There was no need to write another investment book since the main principles of investing never really change.
Luckily a bunch of other authors convinced me it would be dumb to turn down an opportunity to get my name on the binding of a book, regardless of who actually read it. Writing a book is more like a business card than anything.
Since I went into the process with an apprehensive attitude my expectations for the number of people who would actually buy it were ridiculously low. I was happy to simply get it published and see the finished product. Anything above that would be gravy.
The sales from that book surpassed even my wildest dreams.
And because it sold a decent number of copies (for a finance book) my publishers approached me a few years later about writing a new edition. Since the book came out in 2015 I wasn’t quite ready for that just yet but told them I had another idea I’d been sitting on that was something new and different from my first book.
They liked it and I went through the publishing process again.
The problem is this time I had inflated expectations. Since I had a baseline of sales from my first book I wanted this one to do even better. So I went into it with relatively high expectations.
And then…well, it didn’t do very well at least by my now inflated expectations.
The number of books sold since it came out this earlier year would have far surpassed the initial expectations I had for my first book. But for my third book? It was disappointing.
Life is weird like that.
We’re told we should judge ourselves based exclusively on our own personal growth but it’s impossible to avoid making relative comparisons, either to the accomplishments of others or our own expectations.
I’ve spent years reading about behavioral psychology and the science of happiness and yet, it’s impossible to avoid natural human emotions. You can read all of the stoic philosophers you want, but those quotes don’t make it any easier to be human.
I understand the concept of process over outcomes as much as the next lifelong learner, but that doesn’t negate the unconscious feelings I have when things don’t go as expected. It doesn’t matter how much you study the concept of loss aversion, the bad times will always feel worse than the good times feel good.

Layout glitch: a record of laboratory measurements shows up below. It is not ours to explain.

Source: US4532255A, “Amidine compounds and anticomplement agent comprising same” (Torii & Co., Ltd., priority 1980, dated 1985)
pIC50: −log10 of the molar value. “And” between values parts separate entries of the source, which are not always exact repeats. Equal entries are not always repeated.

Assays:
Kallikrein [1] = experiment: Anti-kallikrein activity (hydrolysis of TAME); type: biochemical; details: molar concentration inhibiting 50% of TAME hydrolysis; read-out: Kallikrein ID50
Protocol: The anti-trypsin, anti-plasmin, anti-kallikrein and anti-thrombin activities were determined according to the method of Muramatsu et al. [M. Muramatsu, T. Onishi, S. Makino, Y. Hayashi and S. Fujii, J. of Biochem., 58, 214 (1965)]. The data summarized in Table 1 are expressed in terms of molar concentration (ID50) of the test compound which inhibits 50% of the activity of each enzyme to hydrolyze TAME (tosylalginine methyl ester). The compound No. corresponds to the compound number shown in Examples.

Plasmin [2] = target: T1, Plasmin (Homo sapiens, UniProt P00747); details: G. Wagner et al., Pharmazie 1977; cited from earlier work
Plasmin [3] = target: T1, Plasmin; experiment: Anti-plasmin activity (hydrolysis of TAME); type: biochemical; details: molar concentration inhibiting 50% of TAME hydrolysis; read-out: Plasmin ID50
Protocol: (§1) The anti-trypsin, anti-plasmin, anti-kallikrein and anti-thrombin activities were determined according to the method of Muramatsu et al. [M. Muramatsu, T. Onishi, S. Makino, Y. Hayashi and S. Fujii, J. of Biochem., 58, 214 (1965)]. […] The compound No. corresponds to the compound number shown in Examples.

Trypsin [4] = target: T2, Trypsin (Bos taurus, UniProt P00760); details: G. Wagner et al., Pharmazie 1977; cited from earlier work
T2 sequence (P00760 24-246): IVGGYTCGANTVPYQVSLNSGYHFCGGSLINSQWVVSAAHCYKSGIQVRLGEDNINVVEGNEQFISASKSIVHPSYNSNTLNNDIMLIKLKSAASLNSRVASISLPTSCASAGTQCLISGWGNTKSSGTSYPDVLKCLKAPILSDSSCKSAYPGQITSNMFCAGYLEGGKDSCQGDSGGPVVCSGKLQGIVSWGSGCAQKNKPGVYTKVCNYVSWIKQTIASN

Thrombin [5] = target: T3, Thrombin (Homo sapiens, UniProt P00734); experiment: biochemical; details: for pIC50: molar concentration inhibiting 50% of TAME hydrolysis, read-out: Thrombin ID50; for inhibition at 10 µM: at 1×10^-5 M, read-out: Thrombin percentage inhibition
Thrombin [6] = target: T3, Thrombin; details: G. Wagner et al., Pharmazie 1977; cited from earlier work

You can save yourself a lot of disappointment if you go into most things with low expectations.
The beauty of lowering your expectations is you don’t put nearly as much pressure on yourself when you have the inevitable disappointment. It frees you up from focusing on all of the things that could go wrong because you start with the expectation that things will definitely go wrong at some point.
When your expectations are too high, it’s easier to get down on yourself when things don’t go as planned. When you start out with low expectations, you give yourself permission to try new things, explore, and go outside of your comfort zone.
Nick Murray once wrote, “No matter how much money you have, if you’re still worried, you aren’t wealthy.”
This applies to other areas of life as well.
No matter how much you’ve accomplished in life, if you can’t find some joy and contentment in the process, you probably aren’t successful.
I didn’t do the Spade-Farley story justice so it’s worth listening to the entire interview:
Play Monster with David Spade
I love Tommy Boy so much I even included a scene from the movie in my first book: